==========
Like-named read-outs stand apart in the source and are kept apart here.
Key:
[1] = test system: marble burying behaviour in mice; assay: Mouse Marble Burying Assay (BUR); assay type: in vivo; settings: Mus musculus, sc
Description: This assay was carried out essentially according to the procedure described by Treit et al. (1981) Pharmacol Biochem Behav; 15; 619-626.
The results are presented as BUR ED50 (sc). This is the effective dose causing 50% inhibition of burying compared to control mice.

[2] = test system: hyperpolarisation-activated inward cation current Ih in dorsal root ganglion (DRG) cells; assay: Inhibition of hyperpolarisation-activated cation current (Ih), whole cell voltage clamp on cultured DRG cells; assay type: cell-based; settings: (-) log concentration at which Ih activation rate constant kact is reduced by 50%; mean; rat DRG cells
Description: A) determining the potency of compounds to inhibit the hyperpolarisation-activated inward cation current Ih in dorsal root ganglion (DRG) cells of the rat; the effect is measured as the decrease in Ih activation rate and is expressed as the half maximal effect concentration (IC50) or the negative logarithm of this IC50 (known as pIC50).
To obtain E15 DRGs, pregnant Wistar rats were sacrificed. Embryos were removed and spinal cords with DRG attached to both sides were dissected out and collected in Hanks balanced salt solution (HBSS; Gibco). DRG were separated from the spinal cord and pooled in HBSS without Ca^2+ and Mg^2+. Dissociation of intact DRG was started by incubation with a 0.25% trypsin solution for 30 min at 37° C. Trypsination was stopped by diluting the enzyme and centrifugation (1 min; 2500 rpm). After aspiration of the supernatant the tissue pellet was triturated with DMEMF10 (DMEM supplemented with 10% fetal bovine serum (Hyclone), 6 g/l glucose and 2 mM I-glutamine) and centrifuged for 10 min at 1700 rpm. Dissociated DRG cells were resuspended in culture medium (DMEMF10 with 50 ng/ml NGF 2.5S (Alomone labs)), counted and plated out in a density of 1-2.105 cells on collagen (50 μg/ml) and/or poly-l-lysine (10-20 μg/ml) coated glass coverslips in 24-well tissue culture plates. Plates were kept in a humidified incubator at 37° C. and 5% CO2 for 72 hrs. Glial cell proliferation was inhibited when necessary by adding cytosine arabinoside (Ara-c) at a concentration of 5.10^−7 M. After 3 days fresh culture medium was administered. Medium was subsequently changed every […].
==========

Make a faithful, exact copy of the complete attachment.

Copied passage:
Like-named read-outs stand apart in the source and are kept apart here.
Key:
[1] = test system: marble burying behaviour in mice; assay: Mouse Marble Burying Assay (BUR); assay type: in vivo; settings: Mus musculus, sc
Description: This assay was carried out essentially according to the procedure described by Treit et al. (1981) Pharmacol Biochem Behav; 15; 619-626.
The results are presented as BUR ED50 (sc). This is the effective dose causing 50% inhibition of burying compared to control mice.

[2] = test system: hyperpolarisation-activated inward cation current Ih in dorsal root ganglion (DRG) cells; assay: Inhibition of hyperpolarisation-activated cation current (Ih), whole cell voltage clamp on cultured DRG cells; assay type: cell-based; settings: (-) log concentration at which Ih activation rate constant kact is reduced by 50%; mean; rat DRG cells
Description: A) determining the potency of compounds to inhibit the hyperpolarisation-activated inward cation current Ih in dorsal root ganglion (DRG) cells of the rat; the effect is measured as the decrease in Ih activation rate and is expressed as the half maximal effect concentration (IC50) or the negative logarithm of this IC50 (known as pIC50).
To obtain E15 DRGs, pregnant Wistar rats were sacrificed. Embryos were removed and spinal cords with DRG attached to both sides were dissected out and collected in Hanks balanced salt solution (HBSS; Gibco). DRG were separated from the spinal cord and pooled in HBSS without Ca^2+ and Mg^2+. Dissociation of intact DRG was started by incubation with a 0.25% trypsin solution for 30 min at 37° C. Trypsination was stopped by diluting the enzyme and centrifugation (1 min; 2500 rpm). After aspiration of the supernatant the tissue pellet was triturated with DMEMF10 (DMEM supplemented with 10% fetal bovine serum (Hyclone), 6 g/l glucose and 2 mM I-glutamine) and centrifuged for 10 min at 1700 rpm. Dissociated DRG cells were resuspended in culture medium (DMEMF10 with 50 ng/ml NGF 2.5S (Alomone labs)), counted and plated out in a density of 1-2.105 cells on collagen (50 μg/ml) and/or poly-l-lysine (10-20 μg/ml) coated glass coverslips in 24-well tissue culture plates. Plates were kept in a humidified incubator at 37° C. and 5% CO2 for 72 hrs. Glial cell proliferation was inhibited when necessary by adding cytosine arabinoside (Ara-c) at a concentration of 5.10^−7 M. After 3 days fresh culture medium was administered. Medium was subsequently changed every […].